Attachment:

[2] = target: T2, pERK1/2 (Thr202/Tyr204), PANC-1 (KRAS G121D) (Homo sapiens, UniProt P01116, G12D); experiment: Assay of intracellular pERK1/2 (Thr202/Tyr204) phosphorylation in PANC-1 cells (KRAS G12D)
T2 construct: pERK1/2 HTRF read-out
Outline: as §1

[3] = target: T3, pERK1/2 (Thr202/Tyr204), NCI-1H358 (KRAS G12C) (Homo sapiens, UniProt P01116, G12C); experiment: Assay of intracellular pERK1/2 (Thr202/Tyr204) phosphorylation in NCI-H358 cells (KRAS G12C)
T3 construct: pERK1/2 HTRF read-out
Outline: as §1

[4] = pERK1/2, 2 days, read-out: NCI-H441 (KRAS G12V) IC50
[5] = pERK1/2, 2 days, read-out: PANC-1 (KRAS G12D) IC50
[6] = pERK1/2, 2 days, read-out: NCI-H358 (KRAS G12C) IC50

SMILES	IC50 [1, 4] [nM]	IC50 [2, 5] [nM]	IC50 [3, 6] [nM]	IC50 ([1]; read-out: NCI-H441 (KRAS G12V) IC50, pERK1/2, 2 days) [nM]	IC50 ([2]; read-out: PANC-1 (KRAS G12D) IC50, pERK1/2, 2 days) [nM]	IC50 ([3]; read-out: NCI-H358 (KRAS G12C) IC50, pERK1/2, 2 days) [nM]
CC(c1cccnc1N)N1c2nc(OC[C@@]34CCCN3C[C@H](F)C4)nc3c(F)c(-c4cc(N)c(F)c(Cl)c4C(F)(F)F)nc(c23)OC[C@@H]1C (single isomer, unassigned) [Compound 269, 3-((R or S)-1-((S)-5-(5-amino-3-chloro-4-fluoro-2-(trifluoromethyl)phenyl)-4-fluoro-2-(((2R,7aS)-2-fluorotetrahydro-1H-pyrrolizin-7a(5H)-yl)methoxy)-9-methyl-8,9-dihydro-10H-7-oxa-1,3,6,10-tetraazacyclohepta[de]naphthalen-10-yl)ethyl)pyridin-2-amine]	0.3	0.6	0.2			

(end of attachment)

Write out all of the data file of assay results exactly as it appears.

[2] = target: T2, pERK1/2 (Thr202/Tyr204), PANC-1 (KRAS G121D) (Homo sapiens, UniProt P01116, G12D); experiment: Assay of intracellular pERK1/2 (Thr202/Tyr204) phosphorylation in PANC-1 cells (KRAS G12D)
T2 construct: pERK1/2 HTRF read-out
Outline: as §1

[3] = target: T3, pERK1/2 (Thr202/Tyr204), NCI-1H358 (KRAS G12C) (Homo sapiens, UniProt P01116, G12C); experiment: Assay of intracellular pERK1/2 (Thr202/Tyr204) phosphorylation in NCI-H358 cells (KRAS G12C)
T3 construct: pERK1/2 HTRF read-out
Outline: as §1

[4] = pERK1/2, 2 days, read-out: NCI-H441 (KRAS G12V) IC50
[5] = pERK1/2, 2 days, read-out: PANC-1 (KRAS G12D) IC50
[6] = pERK1/2, 2 days, read-out: NCI-H358 (KRAS G12C) IC50

SMILES	IC50 [1, 4] [nM]	IC50 [2, 5] [nM]	IC50 [3, 6] [nM]	IC50 ([1]; read-out: NCI-H441 (KRAS G12V) IC50, pERK1/2, 2 days) [nM]	IC50 ([2]; read-out: PANC-1 (KRAS G12D) IC50, pERK1/2, 2 days) [nM]	IC50 ([3]; read-out: NCI-H358 (KRAS G12C) IC50, pERK1/2, 2 days) [nM]
CC(c1cccnc1N)N1c2nc(OC[C@@]34CCCN3C[C@H](F)C4)nc3c(F)c(-c4cc(N)c(F)c(Cl)c4C(F)(F)F)nc(c23)OC[C@@H]1C (single isomer, unassigned) [Compound 269, 3-((R or S)-1-((S)-5-(5-amino-3-chloro-4-fluoro-2-(trifluoromethyl)phenyl)-4-fluoro-2-(((2R,7aS)-2-fluorotetrahydro-1H-pyrrolizin-7a(5H)-yl)methoxy)-9-methyl-8,9-dihydro-10H-7-oxa-1,3,6,10-tetraazacyclohepta[de]naphthalen-10-yl)ethyl)pyridin-2-amine]	0.3	0.6	0.2			